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Subject: FAQ: You cannot undo a player's last move rss

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Brian Henk
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One rule that isn't covered very well in the rules, but is important, is that a player cannot undo either of a player's last moves from their previous turn.

The Move action consists of swapping two sets of tiles. Neither of those two swaps can be reversed until that player takes another turn.
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John Fleming
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Brian, the rule erratum you propose requires expansion and clarification. It appears to be something of a well-intentioned -- yet makeshift -- idea to address a particular gameplay tactic that was not anticipated prior to the game's publication.

Specifically, consider a 3-player game among Adam, Bill and Charles. Adam being well ahead, Bill and Charles conspire to overtake him. They agree that whenever Adam exercises a Move action, one of them (say Bill, firstly) will perform a subsequent Move action that exactly reverses (and thus cancels) Adam's action. This will allow Charles on his turn to "catch up".

If Adam on his next turn again exercises a Move action, Bill will then perform his own action to "catch up", while Charles (per his pact with Bill) will then perform a Move action to reverse Adam's action.


So in 2 turns Adam makes no progress, while Bill and Charles each progress to overtake Adam.

OK. But the rule erratum you're adding has its own problems.

(1) Firstly, in a multi-player game, how are the players' Move actions to be recorded?

For in something like a 6-player game, if the first player performs a Move action, how are the particular tiles involved to be remembered by the time a later player (like the sixth player) takes a turn?

(2) And if we accept that one player cannot exactly reverse either of a previous player's Move actions, can multiple players do it?

Example: Tile X sits above tile Y, and Adam exchanges tiles X and Y. Bill, Charles and Dan now conspire to help fellow players Ed and Frank. Bill exchanges tile X with its eastern neighbor, and tile Y with its eastern neighbor. Charles now exchanges tiles X and Y. Dan now exchanges tile X with its western neighbor, and tile Y with its western neighbor.

So now the tiles are exactly as they were prior to Adam's turn. Adam's Move action involving tiles X and Y has been completely negated, even though no one player was responsible for that negation.

In summary I should think this game has good potential, but a few things need to be "tightened up". Perhaps adding an updated rulebook to the Files section (or at least a FAQ) would help in that regard.

Best -- John







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Brian Henk
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Hi John,

Thanks for posting your question! This rule has actually been in the game for a long time, but we just forgot to put it in the rulebook. It's not meant to be something you actively consider during the game, but more of a way to avoid some less fun situations like a stalemate at the end.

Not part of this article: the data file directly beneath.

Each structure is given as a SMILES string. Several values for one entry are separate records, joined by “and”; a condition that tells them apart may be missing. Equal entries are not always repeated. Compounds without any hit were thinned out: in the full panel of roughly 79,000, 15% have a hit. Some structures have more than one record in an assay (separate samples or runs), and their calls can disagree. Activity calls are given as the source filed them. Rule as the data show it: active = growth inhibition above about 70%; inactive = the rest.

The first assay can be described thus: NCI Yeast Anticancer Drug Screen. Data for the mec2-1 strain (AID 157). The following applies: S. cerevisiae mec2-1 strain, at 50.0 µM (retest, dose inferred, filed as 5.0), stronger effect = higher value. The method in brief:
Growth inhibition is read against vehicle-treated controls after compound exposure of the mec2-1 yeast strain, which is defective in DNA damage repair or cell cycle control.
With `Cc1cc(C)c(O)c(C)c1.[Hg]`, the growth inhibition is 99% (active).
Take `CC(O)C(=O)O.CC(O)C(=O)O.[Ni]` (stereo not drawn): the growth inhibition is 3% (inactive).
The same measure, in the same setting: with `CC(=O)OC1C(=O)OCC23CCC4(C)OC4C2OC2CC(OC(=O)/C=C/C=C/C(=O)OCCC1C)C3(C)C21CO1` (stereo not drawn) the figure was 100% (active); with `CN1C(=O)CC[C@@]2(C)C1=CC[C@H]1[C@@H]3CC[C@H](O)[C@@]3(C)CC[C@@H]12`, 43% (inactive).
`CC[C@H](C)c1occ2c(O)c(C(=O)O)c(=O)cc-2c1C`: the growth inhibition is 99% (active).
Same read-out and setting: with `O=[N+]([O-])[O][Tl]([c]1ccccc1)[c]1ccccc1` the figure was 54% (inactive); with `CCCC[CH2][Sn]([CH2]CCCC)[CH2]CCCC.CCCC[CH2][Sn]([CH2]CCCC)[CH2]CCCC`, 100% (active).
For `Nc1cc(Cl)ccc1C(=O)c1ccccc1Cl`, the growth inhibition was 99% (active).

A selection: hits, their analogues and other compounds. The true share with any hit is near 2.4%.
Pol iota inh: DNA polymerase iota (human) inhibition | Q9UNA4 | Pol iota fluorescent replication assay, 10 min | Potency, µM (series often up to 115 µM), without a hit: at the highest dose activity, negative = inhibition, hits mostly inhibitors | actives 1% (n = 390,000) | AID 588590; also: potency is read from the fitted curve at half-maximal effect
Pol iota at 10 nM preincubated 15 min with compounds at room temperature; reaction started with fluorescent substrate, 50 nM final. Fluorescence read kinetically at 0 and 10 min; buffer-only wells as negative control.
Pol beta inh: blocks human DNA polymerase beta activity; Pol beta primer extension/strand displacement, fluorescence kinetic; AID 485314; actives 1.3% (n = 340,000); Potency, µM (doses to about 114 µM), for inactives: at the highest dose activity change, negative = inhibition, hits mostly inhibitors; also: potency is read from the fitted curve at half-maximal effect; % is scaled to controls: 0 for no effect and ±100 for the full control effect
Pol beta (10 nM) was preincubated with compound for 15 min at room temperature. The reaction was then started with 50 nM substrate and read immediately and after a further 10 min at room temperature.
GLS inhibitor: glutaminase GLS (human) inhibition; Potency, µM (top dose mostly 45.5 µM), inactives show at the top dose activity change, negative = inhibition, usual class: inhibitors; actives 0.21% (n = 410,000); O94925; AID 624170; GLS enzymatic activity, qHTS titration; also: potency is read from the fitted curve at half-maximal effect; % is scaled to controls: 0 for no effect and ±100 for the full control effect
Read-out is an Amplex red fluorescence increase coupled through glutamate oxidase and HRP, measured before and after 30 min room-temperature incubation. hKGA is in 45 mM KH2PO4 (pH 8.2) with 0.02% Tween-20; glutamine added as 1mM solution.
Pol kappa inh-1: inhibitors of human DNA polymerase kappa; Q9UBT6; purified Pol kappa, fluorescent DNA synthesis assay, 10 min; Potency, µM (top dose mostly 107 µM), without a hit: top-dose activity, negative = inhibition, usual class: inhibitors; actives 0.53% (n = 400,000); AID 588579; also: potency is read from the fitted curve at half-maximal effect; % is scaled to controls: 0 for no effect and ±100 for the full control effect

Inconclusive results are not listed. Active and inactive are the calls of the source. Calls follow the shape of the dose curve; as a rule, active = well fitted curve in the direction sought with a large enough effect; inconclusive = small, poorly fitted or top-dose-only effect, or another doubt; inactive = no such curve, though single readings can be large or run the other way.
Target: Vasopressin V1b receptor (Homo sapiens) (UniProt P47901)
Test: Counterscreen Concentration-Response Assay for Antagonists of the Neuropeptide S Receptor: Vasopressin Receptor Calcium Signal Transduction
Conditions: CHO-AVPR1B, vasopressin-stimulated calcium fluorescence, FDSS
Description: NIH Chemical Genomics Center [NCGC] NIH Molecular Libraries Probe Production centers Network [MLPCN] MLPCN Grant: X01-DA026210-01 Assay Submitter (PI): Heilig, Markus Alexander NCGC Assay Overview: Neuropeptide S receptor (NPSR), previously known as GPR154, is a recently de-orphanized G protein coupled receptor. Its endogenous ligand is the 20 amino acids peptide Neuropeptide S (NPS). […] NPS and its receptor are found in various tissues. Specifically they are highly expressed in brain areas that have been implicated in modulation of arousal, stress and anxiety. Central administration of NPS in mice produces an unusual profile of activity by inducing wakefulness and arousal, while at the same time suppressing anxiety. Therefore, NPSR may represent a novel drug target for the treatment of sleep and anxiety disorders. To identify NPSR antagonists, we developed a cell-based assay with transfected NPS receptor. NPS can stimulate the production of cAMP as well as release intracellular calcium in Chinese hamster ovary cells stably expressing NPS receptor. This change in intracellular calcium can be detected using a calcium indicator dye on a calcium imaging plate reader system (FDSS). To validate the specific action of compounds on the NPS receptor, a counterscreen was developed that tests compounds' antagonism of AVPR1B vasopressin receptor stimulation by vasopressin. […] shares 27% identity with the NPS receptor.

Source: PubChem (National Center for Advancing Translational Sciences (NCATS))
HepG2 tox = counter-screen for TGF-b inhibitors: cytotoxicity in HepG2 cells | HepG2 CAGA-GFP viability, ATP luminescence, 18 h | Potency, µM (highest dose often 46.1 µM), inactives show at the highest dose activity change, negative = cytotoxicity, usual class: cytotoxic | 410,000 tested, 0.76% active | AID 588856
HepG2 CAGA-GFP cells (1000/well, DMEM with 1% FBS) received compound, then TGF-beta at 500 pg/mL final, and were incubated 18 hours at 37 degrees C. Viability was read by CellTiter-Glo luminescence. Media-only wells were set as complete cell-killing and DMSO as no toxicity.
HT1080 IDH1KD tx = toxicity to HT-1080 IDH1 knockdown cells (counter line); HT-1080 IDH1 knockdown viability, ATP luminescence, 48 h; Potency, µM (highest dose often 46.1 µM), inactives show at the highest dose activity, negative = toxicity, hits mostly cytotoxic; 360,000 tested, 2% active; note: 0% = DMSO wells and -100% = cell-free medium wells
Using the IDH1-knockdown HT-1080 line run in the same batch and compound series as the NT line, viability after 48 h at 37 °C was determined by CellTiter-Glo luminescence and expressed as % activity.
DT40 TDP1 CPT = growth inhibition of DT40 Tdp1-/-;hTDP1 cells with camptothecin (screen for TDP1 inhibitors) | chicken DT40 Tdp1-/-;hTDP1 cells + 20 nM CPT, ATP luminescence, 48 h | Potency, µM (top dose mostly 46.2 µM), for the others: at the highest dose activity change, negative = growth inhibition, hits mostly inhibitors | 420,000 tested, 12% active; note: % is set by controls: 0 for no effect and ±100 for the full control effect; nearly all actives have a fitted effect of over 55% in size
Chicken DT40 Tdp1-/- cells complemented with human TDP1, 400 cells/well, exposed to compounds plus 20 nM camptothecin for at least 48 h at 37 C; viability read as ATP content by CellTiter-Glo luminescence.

canaras wrote:

(1) Firstly, in a multi-player game, how are the players' Move actions to be recorded?

For in something like a 6-player game, if the first player performs a Move action, how are the particular tiles involved to be remembered by the time a later player (like the sixth player) takes a turn?


Good question. If the tiles involved in a player's last move are moved themselves, then we'll say there's no way to undo that move. If players can't remember a player's last move, then they don't need to worry about whether it was undone. This supports the idea of not actively worrying about this rule until a situation arises where a player feels it's important.

canaras wrote:

(2) And if we accept that one player cannot exactly reverse either of a previous player's Move actions, can multiple players do it?


If Bill, Charles, and Dan really want to spend their turns doing this to poor Adam, it's perfectly legal. Somehow I expect one of them will do something to bring themselves closer to victory instead though. But the rule is that a single player cannot undo either part of a single player's last move action.

We have an FAQ that we'll post soon and we'll make sure to add these clarifications to it -- thanks for taking the time to help clear this up!

Brian

 
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John Fleming
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Brian thank you for your prompt (within 2 hours) reply.

Actually the problem involving reversal of a Move action is a bit trickier than I first considered. For while our group first considered placing colored cubes atop the 4 tiles involved in a typical Move action (to temporarily "mark" those moved tiles), we came to realize that a player could exercise a Move action involving not 4 but 3 tiles.

This presented a complication for us, concerning whether to mark 3 or 2 tiles.

Yet I agree with the general sense of your kind replies to my questions, and believe it's merely a matter of "nailing down" some of these edge-case situations to provide the precise rule set your game deserves.

Thank you, and we look forward to your published FAQ.

-- John
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